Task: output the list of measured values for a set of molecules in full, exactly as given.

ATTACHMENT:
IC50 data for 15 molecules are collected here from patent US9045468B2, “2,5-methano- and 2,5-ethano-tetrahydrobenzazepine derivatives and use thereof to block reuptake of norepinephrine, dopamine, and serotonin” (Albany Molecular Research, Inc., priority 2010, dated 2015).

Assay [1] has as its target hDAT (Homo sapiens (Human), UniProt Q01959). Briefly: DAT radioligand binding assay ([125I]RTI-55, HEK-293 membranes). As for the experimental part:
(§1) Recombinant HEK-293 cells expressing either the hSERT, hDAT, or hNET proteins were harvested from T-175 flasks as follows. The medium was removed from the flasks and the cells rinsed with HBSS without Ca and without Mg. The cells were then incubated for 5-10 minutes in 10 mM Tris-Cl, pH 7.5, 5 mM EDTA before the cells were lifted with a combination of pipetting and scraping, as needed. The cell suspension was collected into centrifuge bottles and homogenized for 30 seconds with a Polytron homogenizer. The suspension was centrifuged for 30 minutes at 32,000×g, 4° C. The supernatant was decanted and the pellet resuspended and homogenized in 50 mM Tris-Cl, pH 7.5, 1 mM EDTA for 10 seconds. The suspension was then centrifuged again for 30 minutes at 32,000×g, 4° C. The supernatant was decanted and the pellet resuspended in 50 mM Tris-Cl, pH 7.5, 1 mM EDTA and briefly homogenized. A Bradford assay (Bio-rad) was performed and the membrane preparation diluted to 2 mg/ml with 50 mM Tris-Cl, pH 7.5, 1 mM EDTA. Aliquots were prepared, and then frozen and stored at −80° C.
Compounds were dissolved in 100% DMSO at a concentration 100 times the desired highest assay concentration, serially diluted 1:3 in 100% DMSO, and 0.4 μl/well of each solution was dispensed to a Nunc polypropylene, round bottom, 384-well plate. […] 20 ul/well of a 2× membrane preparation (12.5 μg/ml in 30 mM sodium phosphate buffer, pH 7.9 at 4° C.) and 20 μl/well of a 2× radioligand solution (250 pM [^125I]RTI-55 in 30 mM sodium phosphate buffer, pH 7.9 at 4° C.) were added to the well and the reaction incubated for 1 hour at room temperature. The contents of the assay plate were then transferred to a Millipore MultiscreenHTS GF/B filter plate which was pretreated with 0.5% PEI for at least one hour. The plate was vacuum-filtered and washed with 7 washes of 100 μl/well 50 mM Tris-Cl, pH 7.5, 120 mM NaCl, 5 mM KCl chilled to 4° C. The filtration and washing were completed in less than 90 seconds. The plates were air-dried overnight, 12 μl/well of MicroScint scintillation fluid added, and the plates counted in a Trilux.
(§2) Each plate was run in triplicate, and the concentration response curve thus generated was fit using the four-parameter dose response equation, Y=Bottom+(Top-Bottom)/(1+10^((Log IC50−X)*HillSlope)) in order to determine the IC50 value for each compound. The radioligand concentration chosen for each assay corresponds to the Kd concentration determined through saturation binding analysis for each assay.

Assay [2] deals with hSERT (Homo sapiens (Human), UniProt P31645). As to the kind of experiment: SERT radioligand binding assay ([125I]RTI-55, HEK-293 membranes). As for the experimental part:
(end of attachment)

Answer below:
IC50 data for 15 molecules are collected here from patent US9045468B2, “2,5-methano- and 2,5-ethano-tetrahydrobenzazepine derivatives and use thereof to block reuptake of norepinephrine, dopamine, and serotonin” (Albany Molecular Research, Inc., priority 2010, dated 2015).

Assay [1] has as its target hDAT (Homo sapiens (Human), UniProt Q01959). Briefly: DAT radioligand binding assay ([125I]RTI-55, HEK-293 membranes). As for the experimental part:
(§1) Recombinant HEK-293 cells expressing either the hSERT, hDAT, or hNET proteins were harvested from T-175 flasks as follows. The medium was removed from the flasks and the cells rinsed with HBSS without Ca and without Mg. The cells were then incubated for 5-10 minutes in 10 mM Tris-Cl, pH 7.5, 5 mM EDTA before the cells were lifted with a combination of pipetting and scraping, as needed. The cell suspension was collected into centrifuge bottles and homogenized for 30 seconds with a Polytron homogenizer. The suspension was centrifuged for 30 minutes at 32,000×g, 4° C. The supernatant was decanted and the pellet resuspended and homogenized in 50 mM Tris-Cl, pH 7.5, 1 mM EDTA for 10 seconds. The suspension was then centrifuged again for 30 minutes at 32,000×g, 4° C. The supernatant was decanted and the pellet resuspended in 50 mM Tris-Cl, pH 7.5, 1 mM EDTA and briefly homogenized. A Bradford assay (Bio-rad) was performed and the membrane preparation diluted to 2 mg/ml with 50 mM Tris-Cl, pH 7.5, 1 mM EDTA. Aliquots were prepared, and then frozen and stored at −80° C.
Compounds were dissolved in 100% DMSO at a concentration 100 times the desired highest assay concentration, serially diluted 1:3 in 100% DMSO, and 0.4 μl/well of each solution was dispensed to a Nunc polypropylene, round bottom, 384-well plate. […] 20 ul/well of a 2× membrane preparation (12.5 μg/ml in 30 mM sodium phosphate buffer, pH 7.9 at 4° C.) and 20 μl/well of a 2× radioligand solution (250 pM [^125I]RTI-55 in 30 mM sodium phosphate buffer, pH 7.9 at 4° C.) were added to the well and the reaction incubated for 1 hour at room temperature. The contents of the assay plate were then transferred to a Millipore MultiscreenHTS GF/B filter plate which was pretreated with 0.5% PEI for at least one hour. The plate was vacuum-filtered and washed with 7 washes of 100 μl/well 50 mM Tris-Cl, pH 7.5, 120 mM NaCl, 5 mM KCl chilled to 4° C. The filtration and washing were completed in less than 90 seconds. The plates were air-dried overnight, 12 μl/well of MicroScint scintillation fluid added, and the plates counted in a Trilux.
(§2) Each plate was run in triplicate, and the concentration response curve thus generated was fit using the four-parameter dose response equation, Y=Bottom+(Top-Bottom)/(1+10^((Log IC50−X)*HillSlope)) in order to determine the IC50 value for each compound. The radioligand concentration chosen for each assay corresponds to the Kd concentration determined through saturation binding analysis for each assay.

Assay [2] deals with hSERT (Homo sapiens (Human), UniProt P31645). As to the kind of experiment: SERT radioligand binding assay ([125I]RTI-55, HEK-293 membranes). As for the experimental part: